Jaffa

Israel functions as the shadow terrain of United States, in that American citizens don't have to face the effects of global terrorism that Israelis have to confront on a daily basis.
The failure to condemn violence of any kind "has to stop," he said Wednesday during his visit to Israel.
In Tel Aviv, Bauhaus architecture meets the azure waters of the Mediterranean, beach bums with longboards sit at sidewalk cafes sipping strong espresso, and eclectic cuisine fuses European culinary techniques with Arab spices.
The Israeli public, more so than their misguided political leaders, must wake up to this fateful reality and decide what kind of future to chart for themselves and for future generations.
Hope is exactly what watching Dancing in Jaffa gave me. The hope to believe that one day Israel and Palestine will co-exist, away from the settlements and politics. But also the confirmation that cultural activism works.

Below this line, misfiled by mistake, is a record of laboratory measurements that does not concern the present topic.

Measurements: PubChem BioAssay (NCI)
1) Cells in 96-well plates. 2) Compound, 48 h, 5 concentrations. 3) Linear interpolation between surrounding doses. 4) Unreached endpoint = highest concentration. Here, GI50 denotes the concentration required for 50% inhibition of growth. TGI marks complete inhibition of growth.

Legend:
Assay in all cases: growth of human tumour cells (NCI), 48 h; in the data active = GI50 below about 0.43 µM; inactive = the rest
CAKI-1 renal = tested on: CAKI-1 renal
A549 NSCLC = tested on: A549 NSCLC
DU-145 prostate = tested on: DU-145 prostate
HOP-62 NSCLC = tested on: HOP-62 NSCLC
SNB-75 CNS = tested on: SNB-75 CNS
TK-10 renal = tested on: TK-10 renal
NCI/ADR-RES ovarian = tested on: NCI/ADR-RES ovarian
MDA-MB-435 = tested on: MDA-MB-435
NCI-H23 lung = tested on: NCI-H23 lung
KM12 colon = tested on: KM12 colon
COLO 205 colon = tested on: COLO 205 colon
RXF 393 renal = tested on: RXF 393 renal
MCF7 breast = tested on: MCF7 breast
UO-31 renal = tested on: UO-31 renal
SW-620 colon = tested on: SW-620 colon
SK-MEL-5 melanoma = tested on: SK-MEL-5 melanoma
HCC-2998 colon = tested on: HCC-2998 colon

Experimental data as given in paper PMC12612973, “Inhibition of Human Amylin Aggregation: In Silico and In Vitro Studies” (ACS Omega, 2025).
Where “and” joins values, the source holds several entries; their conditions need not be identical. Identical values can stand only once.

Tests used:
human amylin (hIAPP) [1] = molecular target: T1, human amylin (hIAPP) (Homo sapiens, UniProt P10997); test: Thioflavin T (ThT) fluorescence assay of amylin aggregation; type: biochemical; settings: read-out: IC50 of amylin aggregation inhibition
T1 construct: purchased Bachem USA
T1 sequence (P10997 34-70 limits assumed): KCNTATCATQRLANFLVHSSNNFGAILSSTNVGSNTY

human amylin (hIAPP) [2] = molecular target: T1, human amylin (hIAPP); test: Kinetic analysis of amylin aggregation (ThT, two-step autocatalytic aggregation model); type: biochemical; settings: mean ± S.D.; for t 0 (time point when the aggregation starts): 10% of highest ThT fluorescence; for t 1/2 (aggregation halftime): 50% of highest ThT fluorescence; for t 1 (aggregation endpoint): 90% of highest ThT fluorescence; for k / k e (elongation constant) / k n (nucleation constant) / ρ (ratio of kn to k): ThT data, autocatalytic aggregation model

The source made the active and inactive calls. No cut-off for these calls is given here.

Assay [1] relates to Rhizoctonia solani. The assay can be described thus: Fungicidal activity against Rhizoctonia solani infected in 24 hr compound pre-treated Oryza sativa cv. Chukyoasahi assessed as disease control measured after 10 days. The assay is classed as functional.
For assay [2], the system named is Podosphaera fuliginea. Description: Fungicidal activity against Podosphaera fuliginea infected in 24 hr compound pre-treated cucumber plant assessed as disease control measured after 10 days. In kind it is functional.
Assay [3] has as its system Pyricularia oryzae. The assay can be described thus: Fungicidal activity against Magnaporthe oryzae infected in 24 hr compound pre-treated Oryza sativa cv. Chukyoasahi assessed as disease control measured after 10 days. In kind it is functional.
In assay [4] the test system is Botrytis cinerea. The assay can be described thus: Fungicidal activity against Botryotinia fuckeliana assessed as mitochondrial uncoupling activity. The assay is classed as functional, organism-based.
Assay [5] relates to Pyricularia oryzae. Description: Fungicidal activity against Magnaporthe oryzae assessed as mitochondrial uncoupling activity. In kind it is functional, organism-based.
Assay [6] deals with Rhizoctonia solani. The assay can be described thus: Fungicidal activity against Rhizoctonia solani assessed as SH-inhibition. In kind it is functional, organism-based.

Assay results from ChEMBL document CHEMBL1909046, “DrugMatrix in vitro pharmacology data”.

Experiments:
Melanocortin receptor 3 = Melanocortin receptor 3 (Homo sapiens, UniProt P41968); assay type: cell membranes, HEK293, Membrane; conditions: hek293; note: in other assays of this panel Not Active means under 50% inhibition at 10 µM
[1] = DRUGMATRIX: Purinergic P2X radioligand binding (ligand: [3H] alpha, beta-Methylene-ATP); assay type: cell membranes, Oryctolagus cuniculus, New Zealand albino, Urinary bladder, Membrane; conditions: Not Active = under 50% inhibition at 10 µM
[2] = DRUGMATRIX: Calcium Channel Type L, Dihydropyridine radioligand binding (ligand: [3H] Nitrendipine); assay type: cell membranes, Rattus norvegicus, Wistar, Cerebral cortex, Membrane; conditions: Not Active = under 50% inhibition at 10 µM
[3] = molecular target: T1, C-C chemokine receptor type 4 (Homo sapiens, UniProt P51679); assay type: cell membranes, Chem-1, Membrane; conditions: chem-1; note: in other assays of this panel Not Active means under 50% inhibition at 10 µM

In her latest project My Love Awaits Me by the Sea, Palestinian filmmaker Mais Darwazah decides to fall in love, and through that love, show the homeland she also discovers for the first time.
In his latest masterpiece, Amos Gitai manages to take his audience to a world where we can all coexist and do it with patience, understanding and a grand dose of love. When a film can do that, it's not only a cinematic success, but a miracle.
More than people know, Jaffa is a lens through which the world can understand cultural diversity and cultural freedom in Israel.
Israeli and Palestinian eyewitnesses say that Jawaher Abu Rahma, a Palestinian woman, died after inhaling tear gas fired by the Israeli military at a demonstration. We interviewed two people in attendance.